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â€œIn art and dream may you proceed with abandon. In life may you proceed with balance and stealth.â€
â€” Patti Smith
When we look at the traits that make up overall athletic ability we typically look for speed, strength and power as the usual suspects. There is one quality in particular that draws each of these together, one quality that conveys ability beyond athleticism.
When watching the elite in any sport, we can see there is very little that separates them. Sure, some are a bit faster and others a bit stronger, but the real superstars - they all seem to have something else. A something else that gives the Ablett, Slater, and Azarenka's of the world that extra poise and grace. Something else that seems to give just them, more time.
Whether it's the idea that balance is something you've either got or not, or perhaps because it's difficult to quantify and measure; given the difference it makes, it's strange that few athletes (outside of the martial arts) do any training dedicated specifically to improving it.
We seem to accept it as an 'X-factor' - a divine gift bestowed on a chosen few.
But while some have more natural ability than others, as with any other athletic quality, balance can be trained.
And what can be trained, can equally be detrained. Our abilities here can be chalked up as yet another casualty of our sedentary lifestyle, but balance has an obvious and immediate transference to our everyday lives - relevance to us all.
Definitions of balance, as it pertains to biomechanics and athletic performance, are commonly staid and incomplete. None of them convey the athleticism we see from the seemingly impossible angle, over some bland description of just standing upright:
maintaining the line of gravity within the base of support
the ability to maintain equilibrium whether stationary or moving
Snore. Again, the martial arts to the rescue:
The ability to maintain or recover your center despite an external force(s).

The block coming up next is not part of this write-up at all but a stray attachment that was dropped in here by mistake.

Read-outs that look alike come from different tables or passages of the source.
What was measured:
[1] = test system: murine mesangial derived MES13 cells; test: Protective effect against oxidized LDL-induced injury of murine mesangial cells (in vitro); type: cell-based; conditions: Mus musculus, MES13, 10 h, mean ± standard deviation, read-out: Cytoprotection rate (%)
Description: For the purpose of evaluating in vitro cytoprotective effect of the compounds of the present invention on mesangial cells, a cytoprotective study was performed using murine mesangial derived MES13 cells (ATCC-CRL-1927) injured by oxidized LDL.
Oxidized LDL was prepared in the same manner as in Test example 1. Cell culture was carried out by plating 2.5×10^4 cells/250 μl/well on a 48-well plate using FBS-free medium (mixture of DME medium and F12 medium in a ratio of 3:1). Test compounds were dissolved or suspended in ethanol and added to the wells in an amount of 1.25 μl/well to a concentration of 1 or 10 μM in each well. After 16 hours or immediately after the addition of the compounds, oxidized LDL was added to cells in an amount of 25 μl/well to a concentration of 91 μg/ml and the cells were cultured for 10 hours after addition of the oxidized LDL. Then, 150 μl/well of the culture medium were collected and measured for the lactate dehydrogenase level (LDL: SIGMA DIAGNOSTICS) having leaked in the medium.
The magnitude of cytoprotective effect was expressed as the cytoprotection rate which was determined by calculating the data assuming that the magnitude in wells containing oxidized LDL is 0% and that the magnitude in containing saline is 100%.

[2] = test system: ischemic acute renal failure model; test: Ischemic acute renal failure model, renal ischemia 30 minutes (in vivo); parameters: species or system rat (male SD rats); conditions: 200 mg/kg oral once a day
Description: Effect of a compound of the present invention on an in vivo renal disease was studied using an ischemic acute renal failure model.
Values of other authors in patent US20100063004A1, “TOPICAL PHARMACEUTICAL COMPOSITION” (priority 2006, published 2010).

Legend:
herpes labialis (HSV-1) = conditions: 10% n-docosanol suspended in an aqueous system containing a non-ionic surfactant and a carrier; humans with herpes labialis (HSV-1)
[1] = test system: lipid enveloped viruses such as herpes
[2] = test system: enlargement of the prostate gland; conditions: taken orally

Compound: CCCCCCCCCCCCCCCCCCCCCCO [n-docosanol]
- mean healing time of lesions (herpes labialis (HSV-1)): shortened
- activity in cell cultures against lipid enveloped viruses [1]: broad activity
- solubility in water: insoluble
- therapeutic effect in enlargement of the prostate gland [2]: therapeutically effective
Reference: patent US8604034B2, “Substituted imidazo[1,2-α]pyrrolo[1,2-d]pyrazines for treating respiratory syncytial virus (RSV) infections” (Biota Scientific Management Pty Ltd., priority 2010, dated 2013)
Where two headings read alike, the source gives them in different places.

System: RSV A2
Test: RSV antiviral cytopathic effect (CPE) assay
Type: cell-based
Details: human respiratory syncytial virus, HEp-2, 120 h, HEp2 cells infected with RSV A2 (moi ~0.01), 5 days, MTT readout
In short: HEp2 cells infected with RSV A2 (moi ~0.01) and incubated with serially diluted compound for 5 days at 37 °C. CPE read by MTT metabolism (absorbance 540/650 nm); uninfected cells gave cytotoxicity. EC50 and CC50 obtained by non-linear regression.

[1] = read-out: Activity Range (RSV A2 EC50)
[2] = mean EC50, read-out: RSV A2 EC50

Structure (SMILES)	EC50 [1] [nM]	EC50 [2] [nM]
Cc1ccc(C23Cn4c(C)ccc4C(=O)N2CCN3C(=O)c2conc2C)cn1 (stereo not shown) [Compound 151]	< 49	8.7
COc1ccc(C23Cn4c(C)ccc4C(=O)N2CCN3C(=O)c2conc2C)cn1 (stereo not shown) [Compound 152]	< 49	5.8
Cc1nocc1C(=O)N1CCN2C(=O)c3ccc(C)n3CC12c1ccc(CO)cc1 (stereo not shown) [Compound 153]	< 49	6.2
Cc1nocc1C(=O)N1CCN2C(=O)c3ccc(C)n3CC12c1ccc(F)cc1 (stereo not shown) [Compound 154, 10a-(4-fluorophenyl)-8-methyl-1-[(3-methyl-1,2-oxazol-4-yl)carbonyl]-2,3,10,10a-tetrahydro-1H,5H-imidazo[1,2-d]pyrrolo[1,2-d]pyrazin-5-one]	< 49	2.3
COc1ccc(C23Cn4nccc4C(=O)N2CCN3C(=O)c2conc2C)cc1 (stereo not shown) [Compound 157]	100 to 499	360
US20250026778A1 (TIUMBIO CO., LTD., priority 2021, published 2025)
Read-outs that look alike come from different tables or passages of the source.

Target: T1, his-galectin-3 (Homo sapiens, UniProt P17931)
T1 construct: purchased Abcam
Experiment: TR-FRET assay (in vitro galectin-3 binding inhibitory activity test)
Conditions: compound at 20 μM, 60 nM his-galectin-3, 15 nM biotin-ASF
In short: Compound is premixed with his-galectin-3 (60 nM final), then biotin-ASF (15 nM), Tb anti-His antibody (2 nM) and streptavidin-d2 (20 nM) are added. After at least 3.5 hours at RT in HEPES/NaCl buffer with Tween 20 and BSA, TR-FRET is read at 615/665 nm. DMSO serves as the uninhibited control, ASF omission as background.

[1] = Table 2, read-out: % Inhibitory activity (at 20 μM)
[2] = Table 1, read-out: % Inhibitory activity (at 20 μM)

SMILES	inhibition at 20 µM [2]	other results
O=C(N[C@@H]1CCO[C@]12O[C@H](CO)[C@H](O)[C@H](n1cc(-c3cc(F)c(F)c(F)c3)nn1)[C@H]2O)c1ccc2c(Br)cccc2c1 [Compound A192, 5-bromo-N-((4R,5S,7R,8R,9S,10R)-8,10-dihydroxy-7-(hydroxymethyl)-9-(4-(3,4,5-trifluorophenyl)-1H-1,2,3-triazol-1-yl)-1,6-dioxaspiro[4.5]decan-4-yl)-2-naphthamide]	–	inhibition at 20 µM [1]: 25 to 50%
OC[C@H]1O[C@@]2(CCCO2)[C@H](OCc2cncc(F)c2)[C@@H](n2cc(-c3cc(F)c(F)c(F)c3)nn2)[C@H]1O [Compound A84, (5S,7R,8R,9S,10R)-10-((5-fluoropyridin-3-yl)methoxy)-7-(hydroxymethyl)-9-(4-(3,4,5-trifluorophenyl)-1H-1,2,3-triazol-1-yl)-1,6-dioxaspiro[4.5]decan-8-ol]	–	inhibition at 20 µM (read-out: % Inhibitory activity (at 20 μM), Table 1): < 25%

When we consider that, for a surfer this force may be a wave, for a footballer an opposition player, and with both also subject to gravity, now we start to get a bit closer. Particularly as this also addresses the idea of recovering balance. In many sports, you may purposely sacrifice your balance to gain an advantage, safe in the knowledge you will subsequently be able to regain it.
In fact, this, is the essence of all movement. Walking is simply the act of (voluntarily) losing and regaining balance, repeatedly.
But maintaining balance requires the coordination of input from multiple sensory systems:
Vestibular system: organs that regulate equilibrium including the inner ear.
Somatosensory system: information from skin, joints and mechanoreceptors that through pressure and vibration detect our movement and position in space as well as the position of body parts relative to each other - proprioception.
Visual system: reference points to our verticality and our position relative to our environment. Although we rely heavily on this information, we are also easily deceived by it, and pilots, for example. are well drilled to ignore these cues in poor visibility, and fly solely on instruments
Together these systems detect changes in body position relative to our base of support - a delicate dance of messages received and corrections necessary. Call and response.
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